I proceeded to make and test some paper prototypes. These were simple paper cutouts of elements of the app design that were moved around on a mock screen to simulate interactions with the app design. This way I was able to give my ideas a presence that I could put in front of somebody else (stakeholders and clients) to see what parts of the ideas had value. When they wanted to add an extra component or to change something all they had to do was take a paper cutout and draw the updated component on it. This prevents having an elongated cycle of leaving each meeting to make changes, and then scheduling a new meeting to come back and discuss changes only to make more changes.
One of the stakeholders expressed a desire for a way to quickly see if they had time for something in a day at-a-glance. This later grew into the fish tank component of my final design. The water represents time in a day. If you overbook yourself, the fish loses the water it needs to swim. Ironically we often hear the phrase, “I am in over my head.” With the fish tank we want to keep the fish swimming as long as we can in the day without draining every last ounce of water much like counting down the hours in a day. The user can visualize their limitations yet push goals to their fullest achievement. One of the stakeholders even mentioned wanting to account for the time they sleep because they think the variances each week account for much lost time thereby having an impact on the tasks which can be accomplished in any given day. The ring around the tank represents daily task progress. Thus in one simple screen we can see we are not wasting time and we can see we are accomplishing real goals and tasks without having to peruse an entire calendar day.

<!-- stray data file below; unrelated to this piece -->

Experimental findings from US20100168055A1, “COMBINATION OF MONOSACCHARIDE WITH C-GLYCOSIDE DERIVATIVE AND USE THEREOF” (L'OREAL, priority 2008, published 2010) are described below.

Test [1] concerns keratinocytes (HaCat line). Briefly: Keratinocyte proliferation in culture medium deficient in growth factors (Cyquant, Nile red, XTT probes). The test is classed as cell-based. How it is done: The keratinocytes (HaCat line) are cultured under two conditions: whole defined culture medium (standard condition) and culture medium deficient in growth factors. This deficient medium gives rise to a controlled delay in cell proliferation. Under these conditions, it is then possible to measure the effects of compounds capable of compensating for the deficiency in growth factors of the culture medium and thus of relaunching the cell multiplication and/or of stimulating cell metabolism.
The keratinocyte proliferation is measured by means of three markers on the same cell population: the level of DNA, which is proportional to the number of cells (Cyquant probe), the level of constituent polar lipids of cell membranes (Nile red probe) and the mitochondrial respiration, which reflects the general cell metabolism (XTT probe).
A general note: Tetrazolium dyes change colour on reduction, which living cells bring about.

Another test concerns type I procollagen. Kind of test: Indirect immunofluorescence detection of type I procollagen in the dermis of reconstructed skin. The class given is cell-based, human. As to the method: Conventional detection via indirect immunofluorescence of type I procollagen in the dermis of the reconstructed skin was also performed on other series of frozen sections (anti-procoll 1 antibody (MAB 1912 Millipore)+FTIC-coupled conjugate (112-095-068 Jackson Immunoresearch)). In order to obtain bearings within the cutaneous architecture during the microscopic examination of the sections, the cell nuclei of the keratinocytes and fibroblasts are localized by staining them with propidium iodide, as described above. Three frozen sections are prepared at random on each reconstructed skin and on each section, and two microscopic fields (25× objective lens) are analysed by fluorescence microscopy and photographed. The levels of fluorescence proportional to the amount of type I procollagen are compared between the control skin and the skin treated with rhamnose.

Next, I recruited testers to try out the paper prototype more in-depth. I asked them to think aloud and tell me what was going on in their minds as they tried out the advanced paper prototype. I used Nielsen’s Ten Usability Heuristics to analyze what the testers said and did.
The heuristic evaluations revealed ideas for further work-Overall navigation